As the Academy continues to discuss an accelerated awards calendar for future Oscars (coming in 2013: Goodbye, paper ballots; hello, electronic voting and endless conspiracy theories about hacking!), there’s one thing I hope the Board of Governors will bear in mind: They need to allow one week for generalized postnomination rage. This wasn’t necessary before the Internet, which tends to reinforce in everyone the need to express, via blog, tweet, or status update, the conviction that anyone who doesn’t share their taste must by definition be dumb or corrupt. This year’s anger seems to have taken two forms:
Grantland has already given you reactions to this morning’s surprising batch of Oscar nominations. But how did the actual actors involved in the process respond? Mostly, they were did so boringly. (Martin Scorsese, whose flick Hugo is up for a pack-leading 11 nominations — including Best Picture and Best Director — only had this to say: “It’s one thing to to get excited, but you can’t get your hopes up. I’m trying to stay reserved." Buddy. Come on. You've already got a statue. Why not bask in the glory here?) But it wasn't all staid fluff. A few favorites, below.
With 1,183 members, the actors branch is the largest single voting bloc of the Academy — and also the most susceptible to sentimentality. I don’t mean on-screen tearjerking (although God knows they go for that); I mean that more than any other branch, actors like to root around for the narrative beneath the nomination — the weary veteran finally getting his moment, the shiny-eyed newcomer who emerged out of nowhere, the funny guy who surprised everyone by being serious, the pretty actress who let herself be ugly. This should make for a grotesque and unfair roster of nominations, and sometimes it does, but happily, there are narratives available for any number of great performances. To wit:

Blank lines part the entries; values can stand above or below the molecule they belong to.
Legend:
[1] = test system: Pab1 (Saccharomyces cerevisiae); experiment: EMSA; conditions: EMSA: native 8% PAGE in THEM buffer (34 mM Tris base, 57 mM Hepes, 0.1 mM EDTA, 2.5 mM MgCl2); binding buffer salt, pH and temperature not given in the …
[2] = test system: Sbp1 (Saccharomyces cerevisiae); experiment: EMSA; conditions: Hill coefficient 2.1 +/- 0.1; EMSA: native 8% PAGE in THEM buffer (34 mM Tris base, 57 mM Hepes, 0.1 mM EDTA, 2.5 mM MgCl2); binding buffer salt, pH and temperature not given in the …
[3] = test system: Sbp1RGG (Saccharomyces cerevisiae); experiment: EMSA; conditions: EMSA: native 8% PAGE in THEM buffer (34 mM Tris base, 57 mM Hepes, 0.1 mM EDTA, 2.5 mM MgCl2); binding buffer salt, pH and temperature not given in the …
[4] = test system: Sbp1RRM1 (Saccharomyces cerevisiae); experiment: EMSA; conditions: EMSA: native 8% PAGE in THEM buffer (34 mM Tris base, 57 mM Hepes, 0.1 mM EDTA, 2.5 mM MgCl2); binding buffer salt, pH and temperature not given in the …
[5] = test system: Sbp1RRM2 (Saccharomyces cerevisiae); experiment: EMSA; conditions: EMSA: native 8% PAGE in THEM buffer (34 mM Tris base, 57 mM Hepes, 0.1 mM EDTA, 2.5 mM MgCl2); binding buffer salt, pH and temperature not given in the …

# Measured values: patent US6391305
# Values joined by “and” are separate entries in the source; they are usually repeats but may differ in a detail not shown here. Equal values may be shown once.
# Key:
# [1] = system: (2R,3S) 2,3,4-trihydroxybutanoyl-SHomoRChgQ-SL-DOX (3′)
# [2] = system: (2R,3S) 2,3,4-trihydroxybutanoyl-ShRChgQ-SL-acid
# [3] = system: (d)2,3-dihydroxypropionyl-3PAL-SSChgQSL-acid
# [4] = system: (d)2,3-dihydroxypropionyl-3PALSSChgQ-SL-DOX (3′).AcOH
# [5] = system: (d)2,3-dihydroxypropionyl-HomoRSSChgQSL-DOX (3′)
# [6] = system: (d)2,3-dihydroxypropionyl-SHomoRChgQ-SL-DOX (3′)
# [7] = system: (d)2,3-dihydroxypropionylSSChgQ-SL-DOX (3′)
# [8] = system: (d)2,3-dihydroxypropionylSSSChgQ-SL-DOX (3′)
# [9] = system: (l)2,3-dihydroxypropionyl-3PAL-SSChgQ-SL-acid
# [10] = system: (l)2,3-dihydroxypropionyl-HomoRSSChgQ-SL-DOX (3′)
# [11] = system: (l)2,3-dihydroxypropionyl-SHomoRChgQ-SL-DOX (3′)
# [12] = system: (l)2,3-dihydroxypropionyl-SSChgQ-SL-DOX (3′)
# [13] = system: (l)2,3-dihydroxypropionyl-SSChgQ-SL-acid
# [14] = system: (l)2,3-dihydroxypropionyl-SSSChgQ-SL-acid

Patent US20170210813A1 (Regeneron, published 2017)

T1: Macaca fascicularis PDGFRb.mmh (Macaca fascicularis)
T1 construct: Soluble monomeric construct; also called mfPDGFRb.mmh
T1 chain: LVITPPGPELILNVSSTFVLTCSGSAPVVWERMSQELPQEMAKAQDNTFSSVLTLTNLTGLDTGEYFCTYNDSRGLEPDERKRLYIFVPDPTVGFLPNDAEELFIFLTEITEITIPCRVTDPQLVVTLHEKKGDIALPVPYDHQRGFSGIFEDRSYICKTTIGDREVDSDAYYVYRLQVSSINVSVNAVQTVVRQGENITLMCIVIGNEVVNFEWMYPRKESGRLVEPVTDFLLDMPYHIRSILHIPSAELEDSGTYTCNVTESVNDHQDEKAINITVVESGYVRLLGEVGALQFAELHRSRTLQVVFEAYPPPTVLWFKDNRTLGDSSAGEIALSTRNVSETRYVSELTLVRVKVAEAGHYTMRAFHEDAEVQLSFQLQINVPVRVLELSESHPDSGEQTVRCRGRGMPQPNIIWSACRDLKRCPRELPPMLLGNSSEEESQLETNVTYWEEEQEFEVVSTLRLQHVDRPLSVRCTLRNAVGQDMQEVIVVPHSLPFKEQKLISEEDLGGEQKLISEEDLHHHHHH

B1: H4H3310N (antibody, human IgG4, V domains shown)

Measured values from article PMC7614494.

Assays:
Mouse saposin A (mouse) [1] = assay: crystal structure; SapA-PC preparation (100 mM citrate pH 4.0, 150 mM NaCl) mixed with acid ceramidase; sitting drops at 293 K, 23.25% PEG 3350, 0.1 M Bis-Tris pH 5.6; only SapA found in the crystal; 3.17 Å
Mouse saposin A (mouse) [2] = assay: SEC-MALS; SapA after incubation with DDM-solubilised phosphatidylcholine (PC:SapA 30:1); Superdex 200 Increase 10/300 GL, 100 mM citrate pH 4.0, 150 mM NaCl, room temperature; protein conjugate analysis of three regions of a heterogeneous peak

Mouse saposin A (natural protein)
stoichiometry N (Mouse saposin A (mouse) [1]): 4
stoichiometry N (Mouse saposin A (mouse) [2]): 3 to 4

Like a cool breeze blowing through a stultifying summer of sequels comes the first extended look at Drive, Danish director Nicolas Winding Refn’s hard-bitten ode to pulpy Americana. And whether it’s the unrelenting heat or the paranoiac visions of a gigantic blue monster staring down at us, we’re going all-in with this trailer. Hell, to our 3-D-scarred eyes these 146 seconds seem like the best film released so far in 2011! It’s basically got it all: Ryan Gosling, finally taking full advantage of his charismatic cocktail of rough-edged good looks and character-actor kook, Carey Mulligan playing someone tougher than Shia LaBeouf’s girlfriend, Christina Hendricks perfectly cast as a gangster’s moll, Albert Brooks surprisingly cast as a vicious criminal, Christina Hendricks oh did we already mention her? Plus, the picture appears to be a near-perfect blend of genre gas (He’s driving backwards! He’s threatening to hammer a bullet into someone’s skull!), and art-house design (a wordless montage of straight-razors and flying fenders set to a soaring orchestral score!). It’s a blessed reminder that the silly season will eventually come to an end, that cinematic pleasure can be experienced without guilt or Ryan Reynolds. Slick, sexy, and smart, Drive makes all the other cars on the road look like wiener-mobiles.